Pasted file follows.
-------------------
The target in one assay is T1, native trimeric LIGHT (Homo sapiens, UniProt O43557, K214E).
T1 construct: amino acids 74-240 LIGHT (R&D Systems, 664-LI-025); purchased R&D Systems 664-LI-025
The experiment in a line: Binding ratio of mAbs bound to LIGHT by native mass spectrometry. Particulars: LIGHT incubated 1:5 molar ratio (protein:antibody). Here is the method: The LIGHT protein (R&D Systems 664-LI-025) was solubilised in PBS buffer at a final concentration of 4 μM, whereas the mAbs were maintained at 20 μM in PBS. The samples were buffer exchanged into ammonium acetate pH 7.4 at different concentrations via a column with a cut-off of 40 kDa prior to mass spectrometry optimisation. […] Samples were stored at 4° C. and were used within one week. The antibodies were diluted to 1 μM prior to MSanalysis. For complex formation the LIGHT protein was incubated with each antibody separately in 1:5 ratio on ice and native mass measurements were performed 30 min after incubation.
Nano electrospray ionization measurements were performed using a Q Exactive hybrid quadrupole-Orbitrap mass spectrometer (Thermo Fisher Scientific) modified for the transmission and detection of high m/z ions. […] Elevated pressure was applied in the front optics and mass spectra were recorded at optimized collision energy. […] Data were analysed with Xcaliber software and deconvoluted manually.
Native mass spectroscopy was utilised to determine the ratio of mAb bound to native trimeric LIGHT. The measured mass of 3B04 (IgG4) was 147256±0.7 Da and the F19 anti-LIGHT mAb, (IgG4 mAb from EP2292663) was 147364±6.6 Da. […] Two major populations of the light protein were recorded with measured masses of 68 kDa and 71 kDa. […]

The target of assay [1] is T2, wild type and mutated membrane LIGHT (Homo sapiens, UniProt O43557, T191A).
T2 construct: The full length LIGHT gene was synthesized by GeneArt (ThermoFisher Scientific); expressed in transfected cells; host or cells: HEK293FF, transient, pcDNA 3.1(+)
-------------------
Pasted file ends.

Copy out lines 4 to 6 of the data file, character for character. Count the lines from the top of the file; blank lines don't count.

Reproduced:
Nano electrospray ionization measurements were performed using a Q Exactive hybrid quadrupole-Orbitrap mass spectrometer (Thermo Fisher Scientific) modified for the transmission and detection of high m/z ions. […] Elevated pressure was applied in the front optics and mass spectra were recorded at optimized collision energy. […] Data were analysed with Xcaliber software and deconvoluted manually.
Native mass spectroscopy was utilised to determine the ratio of mAb bound to native trimeric LIGHT. The measured mass of 3B04 (IgG4) was 147256±0.7 Da and the F19 anti-LIGHT mAb, (IgG4 mAb from EP2292663) was 147364±6.6 Da. […] Two major populations of the light protein were recorded with measured masses of 68 kDa and 71 kDa. […]

The target of assay [1] is T2, wild type and mutated membrane LIGHT (Homo sapiens, UniProt O43557, T191A).